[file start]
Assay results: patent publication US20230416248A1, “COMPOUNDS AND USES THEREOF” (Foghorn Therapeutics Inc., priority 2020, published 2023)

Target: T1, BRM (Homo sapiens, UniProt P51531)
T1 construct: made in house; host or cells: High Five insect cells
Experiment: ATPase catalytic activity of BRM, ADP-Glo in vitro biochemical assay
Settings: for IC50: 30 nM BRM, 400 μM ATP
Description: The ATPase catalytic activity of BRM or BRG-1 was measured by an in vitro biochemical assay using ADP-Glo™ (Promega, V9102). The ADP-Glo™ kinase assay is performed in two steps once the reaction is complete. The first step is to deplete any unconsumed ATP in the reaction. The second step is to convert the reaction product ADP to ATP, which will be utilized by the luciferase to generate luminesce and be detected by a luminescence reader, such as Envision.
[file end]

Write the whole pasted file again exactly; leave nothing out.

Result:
Assay results: patent publication US20230416248A1, “COMPOUNDS AND USES THEREOF” (Foghorn Therapeutics Inc., priority 2020, published 2023)

Target: T1, BRM (Homo sapiens, UniProt P51531)
T1 construct: made in house; host or cells: High Five insect cells
Experiment: ATPase catalytic activity of BRM, ADP-Glo in vitro biochemical assay
Settings: for IC50: 30 nM BRM, 400 μM ATP
Description: The ATPase catalytic activity of BRM or BRG-1 was measured by an in vitro biochemical assay using ADP-Glo™ (Promega, V9102). The ADP-Glo™ kinase assay is performed in two steps once the reaction is complete. The first step is to deplete any unconsumed ATP in the reaction. The second step is to convert the reaction product ADP to ATP, which will be utilized by the luciferase to generate luminesce and be detected by a luminescence reader, such as Envision.